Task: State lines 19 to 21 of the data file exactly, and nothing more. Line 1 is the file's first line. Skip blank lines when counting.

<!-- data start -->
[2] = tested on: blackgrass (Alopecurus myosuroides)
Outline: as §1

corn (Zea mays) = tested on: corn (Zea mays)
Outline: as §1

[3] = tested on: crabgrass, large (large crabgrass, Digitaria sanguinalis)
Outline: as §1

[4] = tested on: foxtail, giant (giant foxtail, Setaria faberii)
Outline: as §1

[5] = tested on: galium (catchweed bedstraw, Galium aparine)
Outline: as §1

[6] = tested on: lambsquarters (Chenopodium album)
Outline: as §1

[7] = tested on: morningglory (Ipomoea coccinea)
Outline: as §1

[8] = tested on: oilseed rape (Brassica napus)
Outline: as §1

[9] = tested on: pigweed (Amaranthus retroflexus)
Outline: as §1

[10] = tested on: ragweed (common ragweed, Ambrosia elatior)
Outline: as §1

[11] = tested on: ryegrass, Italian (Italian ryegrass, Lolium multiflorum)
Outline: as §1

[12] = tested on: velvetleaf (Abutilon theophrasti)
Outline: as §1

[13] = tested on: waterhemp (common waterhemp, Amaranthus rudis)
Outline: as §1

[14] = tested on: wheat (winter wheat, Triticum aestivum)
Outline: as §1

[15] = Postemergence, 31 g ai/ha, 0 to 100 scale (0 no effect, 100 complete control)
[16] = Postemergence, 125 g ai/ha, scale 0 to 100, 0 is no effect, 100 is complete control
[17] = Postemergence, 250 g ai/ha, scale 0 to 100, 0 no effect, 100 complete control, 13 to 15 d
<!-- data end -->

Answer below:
[10] = tested on: ragweed (common ragweed, Ambrosia elatior)
Outline: as §1

[11] = tested on: ryegrass, Italian (Italian ryegrass, Lolium multiflorum)